• USA HighSaved by the Bell in Paris

Yeah, you get the point. Peter Engel was a one trick pony and, outside that formula, doesn’t seem to have been able to figure out what made a show work. I complained last season that we needed more focus on the band in a show about a band. If anything, I think this season showed less focus on the musical aspects of the show, and it’s only going to get worse from here. So, this season, California Dreams, a show I praised so highly in last season’s recap, officially became Saved by the Bell with a band.


And, yet, all is not bad with this season. Jake is a great addition, as I’ll talk about in characterization, and it was interesting to see the focus come off the Garrison family. Yet, this season is such a mixed bag. Jenny’s departure was hastily thrown together, Matt and Tony feel like background characters much of the time, Tiffani is officially around just to be a sex object, and Sam is completely underdeveloped.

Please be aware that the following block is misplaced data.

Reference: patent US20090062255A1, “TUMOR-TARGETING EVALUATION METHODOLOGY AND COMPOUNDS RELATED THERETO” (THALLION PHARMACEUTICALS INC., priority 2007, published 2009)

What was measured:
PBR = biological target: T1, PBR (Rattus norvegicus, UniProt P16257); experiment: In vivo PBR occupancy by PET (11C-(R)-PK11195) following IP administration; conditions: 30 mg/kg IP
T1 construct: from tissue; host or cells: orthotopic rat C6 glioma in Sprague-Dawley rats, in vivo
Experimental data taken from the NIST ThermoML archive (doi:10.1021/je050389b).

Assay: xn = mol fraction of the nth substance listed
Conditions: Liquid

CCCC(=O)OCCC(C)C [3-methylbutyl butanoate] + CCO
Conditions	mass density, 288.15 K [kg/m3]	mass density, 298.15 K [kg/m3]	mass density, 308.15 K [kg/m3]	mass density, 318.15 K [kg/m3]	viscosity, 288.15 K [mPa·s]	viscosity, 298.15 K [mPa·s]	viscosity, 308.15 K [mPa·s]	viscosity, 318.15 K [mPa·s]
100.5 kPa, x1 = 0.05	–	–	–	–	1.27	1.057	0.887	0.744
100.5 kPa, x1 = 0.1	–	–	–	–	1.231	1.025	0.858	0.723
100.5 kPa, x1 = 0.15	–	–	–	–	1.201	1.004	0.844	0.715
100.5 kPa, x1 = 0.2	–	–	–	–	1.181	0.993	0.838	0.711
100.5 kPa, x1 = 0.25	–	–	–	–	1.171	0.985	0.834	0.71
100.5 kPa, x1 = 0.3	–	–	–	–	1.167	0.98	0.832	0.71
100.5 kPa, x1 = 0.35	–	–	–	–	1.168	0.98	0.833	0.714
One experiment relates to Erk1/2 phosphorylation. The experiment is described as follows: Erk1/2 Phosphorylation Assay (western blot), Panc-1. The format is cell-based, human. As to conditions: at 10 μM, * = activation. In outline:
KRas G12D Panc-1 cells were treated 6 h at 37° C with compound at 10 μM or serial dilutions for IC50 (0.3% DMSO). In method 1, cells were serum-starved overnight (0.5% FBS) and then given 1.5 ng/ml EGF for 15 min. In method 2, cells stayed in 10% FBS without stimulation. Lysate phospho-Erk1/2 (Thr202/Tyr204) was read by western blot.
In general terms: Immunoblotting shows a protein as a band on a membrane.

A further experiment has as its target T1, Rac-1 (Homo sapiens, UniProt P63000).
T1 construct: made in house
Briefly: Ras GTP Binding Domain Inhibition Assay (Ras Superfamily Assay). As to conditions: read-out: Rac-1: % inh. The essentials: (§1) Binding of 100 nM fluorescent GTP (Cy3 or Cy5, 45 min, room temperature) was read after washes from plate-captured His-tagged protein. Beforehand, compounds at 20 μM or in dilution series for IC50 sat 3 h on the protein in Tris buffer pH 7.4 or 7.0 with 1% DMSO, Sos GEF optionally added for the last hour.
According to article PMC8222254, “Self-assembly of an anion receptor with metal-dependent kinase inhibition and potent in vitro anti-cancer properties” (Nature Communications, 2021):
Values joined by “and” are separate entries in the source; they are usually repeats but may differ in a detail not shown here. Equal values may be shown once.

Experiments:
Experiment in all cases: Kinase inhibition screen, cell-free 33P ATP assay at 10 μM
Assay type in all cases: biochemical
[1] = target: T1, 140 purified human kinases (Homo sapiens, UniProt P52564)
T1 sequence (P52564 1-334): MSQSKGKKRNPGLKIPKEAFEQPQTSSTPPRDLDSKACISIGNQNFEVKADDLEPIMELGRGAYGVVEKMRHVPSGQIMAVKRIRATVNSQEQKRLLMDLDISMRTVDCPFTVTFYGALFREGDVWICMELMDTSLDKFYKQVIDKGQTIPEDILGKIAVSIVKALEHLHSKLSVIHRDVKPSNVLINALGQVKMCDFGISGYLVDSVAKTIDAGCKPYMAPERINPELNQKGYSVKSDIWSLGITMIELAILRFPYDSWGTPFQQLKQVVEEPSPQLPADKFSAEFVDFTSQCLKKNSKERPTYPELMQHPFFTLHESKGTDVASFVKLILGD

It’s like Peter Engel didn’t understand what went right with season one so he just started tinkering with everything while missing opportunities for greatness. To give an example, one thing that made the early seasons of Happy Days great was the interaction between squeaky clean Richie and greaser Fonzie. They had the perfect opportunity to keep Matt as the main character and make him the foil for Jake. Yet, they pushed Matt as far to the background as possible and made most of Jake’s interactions this season with Tiffani and Sly. I suppose Sly could work as a foil for Jake as well, but it just comes out of nowhere why Jake would give a shit about Sly.